WHITE: Enjoy those small moments of magic

Before the dump of snow Monday night, a walk around the neighbourhood was the height of living.

Curling was once a safe winter pastime. File photo

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We’ve reached a point now in this battle against the COVID-19 pandemic that our options for doing, well, anything, are severely limited.

Remember those simpler times when meeting a friend for coffee was a thing? You know, two weeks ago? I’m also thinking back to when a curling bonspiel wasn’t one of the most dangerous things you could do with your spare time.

Before the dump of snow Monday night, a walk around the neighbourhood was the height of living.

You leave the house/apartment, hit the sidewalk out front, and ask “which way this time?”

It takes an extra layer and a scarf this time of year, but comfort is attainable. You can make it a sport by picking your spot on the sidewalk around puddles and over wet ice. It’s similar to steeplechase and curling mixed together. Will you get a booter or fall on your tooter? The suspense is palpable.

One of the biggest hazards in the walk around the blocks is oncoming pedestrians. It’s like an overly polite game of chicken each time.

“Oh, there’s another couple. We should cross the street. Oh wait, they’re crossing. We should wave.”

Even scarier is the potential of coming across a delightful puppers. Normally, this would be the highlight of the walk, but physical distancing rules dictate that you are not allowed to offer a chin, belly or hindquarters scritch. That look of canine rejection is tear-inducing.

Possibly more agonizing is when you come across a doge stuck in the house, its snout pressed against the glass.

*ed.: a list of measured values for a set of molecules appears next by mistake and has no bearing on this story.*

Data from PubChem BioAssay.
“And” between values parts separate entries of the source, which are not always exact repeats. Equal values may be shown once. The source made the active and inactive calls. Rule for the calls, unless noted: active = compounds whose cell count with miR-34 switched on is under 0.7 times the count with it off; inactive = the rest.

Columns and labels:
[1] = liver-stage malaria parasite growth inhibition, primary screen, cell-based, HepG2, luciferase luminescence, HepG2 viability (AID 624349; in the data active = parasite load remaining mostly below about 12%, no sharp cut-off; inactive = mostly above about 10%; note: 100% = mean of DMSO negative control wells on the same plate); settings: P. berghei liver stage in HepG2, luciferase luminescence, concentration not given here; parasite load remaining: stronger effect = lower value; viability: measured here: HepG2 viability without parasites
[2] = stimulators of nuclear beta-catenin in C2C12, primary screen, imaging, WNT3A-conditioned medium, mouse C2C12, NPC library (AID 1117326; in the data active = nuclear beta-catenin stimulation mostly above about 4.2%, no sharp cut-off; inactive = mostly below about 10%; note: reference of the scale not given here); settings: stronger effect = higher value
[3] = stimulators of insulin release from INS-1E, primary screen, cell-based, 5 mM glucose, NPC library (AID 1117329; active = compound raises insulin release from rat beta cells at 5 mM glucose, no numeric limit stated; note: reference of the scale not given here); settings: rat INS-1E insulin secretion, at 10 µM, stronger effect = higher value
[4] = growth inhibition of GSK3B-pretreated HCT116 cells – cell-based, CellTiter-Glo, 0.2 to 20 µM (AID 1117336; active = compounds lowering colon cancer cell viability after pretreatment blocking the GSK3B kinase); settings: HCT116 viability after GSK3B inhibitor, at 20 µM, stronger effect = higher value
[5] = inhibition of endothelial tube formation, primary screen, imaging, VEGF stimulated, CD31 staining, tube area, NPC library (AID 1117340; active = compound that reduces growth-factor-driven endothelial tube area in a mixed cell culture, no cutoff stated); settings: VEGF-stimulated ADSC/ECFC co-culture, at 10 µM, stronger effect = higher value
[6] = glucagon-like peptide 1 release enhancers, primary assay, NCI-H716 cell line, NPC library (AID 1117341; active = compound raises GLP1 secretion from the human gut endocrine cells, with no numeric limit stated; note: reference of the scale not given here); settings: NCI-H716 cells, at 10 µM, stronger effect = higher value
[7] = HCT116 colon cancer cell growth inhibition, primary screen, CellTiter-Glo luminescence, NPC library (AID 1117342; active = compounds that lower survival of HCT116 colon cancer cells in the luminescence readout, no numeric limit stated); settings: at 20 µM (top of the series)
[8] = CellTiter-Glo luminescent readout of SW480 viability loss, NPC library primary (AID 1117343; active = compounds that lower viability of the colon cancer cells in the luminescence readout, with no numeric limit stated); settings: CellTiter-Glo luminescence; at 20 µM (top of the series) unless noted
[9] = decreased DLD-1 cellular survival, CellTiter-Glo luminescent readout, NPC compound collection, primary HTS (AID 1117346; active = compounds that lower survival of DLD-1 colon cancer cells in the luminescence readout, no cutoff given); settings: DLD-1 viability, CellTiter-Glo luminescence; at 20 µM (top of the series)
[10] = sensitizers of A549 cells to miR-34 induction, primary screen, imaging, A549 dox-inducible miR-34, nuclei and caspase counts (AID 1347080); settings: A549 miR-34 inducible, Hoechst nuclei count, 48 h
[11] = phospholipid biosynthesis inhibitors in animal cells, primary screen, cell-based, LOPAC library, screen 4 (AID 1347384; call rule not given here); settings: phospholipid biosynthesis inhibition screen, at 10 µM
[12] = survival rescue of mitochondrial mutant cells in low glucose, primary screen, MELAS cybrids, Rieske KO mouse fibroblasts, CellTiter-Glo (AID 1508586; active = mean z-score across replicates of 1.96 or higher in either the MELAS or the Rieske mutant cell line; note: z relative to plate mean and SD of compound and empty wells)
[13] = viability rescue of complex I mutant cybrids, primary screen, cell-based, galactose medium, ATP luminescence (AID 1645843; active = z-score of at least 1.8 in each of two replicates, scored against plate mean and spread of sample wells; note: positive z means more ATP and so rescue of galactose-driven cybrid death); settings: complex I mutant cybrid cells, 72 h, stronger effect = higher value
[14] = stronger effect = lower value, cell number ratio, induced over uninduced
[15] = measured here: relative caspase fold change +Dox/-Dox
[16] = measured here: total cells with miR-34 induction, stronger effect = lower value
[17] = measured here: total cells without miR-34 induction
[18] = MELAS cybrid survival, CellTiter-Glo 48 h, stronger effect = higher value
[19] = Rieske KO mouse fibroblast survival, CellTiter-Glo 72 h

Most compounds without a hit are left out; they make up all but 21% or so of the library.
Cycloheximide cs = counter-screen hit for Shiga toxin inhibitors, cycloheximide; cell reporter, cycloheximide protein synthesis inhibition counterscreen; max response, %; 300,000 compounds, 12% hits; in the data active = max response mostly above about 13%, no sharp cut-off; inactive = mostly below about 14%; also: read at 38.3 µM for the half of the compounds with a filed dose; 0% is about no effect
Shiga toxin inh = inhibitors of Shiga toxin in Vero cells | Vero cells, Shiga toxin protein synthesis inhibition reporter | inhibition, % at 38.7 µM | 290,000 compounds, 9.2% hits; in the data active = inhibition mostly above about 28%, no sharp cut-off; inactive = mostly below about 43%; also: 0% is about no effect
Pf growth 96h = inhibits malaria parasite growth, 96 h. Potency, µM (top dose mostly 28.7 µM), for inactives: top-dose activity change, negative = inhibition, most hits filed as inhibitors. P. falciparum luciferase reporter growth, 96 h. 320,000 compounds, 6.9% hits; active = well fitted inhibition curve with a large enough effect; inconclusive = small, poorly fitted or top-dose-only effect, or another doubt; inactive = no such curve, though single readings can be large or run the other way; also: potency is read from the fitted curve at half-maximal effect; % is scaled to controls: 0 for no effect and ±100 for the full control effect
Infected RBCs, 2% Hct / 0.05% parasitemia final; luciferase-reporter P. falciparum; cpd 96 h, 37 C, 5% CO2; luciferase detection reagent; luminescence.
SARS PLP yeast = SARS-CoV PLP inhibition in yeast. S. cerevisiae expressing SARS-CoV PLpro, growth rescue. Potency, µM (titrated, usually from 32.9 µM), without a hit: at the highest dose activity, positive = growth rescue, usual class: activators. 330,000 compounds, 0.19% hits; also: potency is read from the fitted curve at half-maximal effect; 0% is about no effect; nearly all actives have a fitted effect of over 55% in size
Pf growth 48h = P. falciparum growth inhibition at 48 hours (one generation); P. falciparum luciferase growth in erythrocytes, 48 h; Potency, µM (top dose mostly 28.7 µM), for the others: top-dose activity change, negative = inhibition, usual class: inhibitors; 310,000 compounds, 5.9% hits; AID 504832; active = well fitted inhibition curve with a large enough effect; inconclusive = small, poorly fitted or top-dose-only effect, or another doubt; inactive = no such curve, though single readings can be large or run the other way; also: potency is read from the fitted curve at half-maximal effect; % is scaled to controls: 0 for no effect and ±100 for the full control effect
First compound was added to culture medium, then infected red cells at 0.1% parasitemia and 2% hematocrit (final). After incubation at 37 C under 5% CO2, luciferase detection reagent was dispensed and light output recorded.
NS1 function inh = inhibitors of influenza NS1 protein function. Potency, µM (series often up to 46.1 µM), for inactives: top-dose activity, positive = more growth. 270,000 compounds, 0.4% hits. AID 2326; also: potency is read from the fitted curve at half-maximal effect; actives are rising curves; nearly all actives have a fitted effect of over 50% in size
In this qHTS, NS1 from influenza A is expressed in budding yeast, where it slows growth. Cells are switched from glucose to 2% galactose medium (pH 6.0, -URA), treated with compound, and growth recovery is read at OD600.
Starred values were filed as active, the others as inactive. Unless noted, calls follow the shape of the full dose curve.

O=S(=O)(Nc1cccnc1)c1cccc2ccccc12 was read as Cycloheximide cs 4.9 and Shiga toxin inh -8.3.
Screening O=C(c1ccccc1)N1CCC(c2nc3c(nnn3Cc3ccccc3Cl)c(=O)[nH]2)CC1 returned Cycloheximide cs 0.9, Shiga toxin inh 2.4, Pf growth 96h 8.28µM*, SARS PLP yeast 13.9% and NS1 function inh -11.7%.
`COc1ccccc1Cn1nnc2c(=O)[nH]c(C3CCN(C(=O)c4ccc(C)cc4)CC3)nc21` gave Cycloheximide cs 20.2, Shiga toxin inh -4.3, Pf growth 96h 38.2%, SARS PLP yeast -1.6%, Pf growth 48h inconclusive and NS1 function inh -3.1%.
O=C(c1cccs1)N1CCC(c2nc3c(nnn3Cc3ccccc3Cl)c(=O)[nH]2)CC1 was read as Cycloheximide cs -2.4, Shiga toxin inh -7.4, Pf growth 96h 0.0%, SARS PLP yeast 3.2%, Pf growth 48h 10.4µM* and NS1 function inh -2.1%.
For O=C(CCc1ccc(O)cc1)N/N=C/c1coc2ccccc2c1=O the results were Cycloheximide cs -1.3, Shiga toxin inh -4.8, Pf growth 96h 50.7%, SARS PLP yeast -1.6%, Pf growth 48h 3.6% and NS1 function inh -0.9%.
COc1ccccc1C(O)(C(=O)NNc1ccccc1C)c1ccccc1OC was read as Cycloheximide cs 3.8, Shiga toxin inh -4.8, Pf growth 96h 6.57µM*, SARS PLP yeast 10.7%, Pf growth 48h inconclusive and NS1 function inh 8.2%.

“Hey, you’re out walking. I like walking! Can you let me come along! Hey, come back!”

Because there is no such thing as Sunday laundry anymore, people are actually doing it DURING THE WEEK. This provides an extra challenge to those walks, though.

Now, we can make a game of “Guess That Fabric Softener.”

“Oh, that’s definitely Fleecy Spring.”

“Hmmm, yes. That last one was Bounce regular.”

“Was that one just the remnants of Tide Pods? Are people still using pods?”

Another bonus in the neighbourhood quarantine stroll is the ability to discover the variety of architecture in your area.

“That is such a cool mid-century modern. I love the way they kept the original colour scheme.”

“They did a great job of modernizing that facade while maintaining the original character.”

“That was definitely built in the late ’80s.”

A runner-up in the social distancing stroll benefits list is encountering saliva-inducing home cooking.

If you’re out walking at around 4 p.m. you will maximize your chances of scented bliss.

“That has to be lasagna baking. Wow, I can almost taste the melting cheese.”

“Plenty of fresh garlic was harmed in the making of that dish. Yum.”

“Someone is slow-cooking a roast and using their breadmaker at the same time. That is just cruel.”

A note of caution: do not play this game if all you have in your cupboard is KD and Cinnamon Toast Crunch.

Get out and engage those senses, just remember to include “common” among them.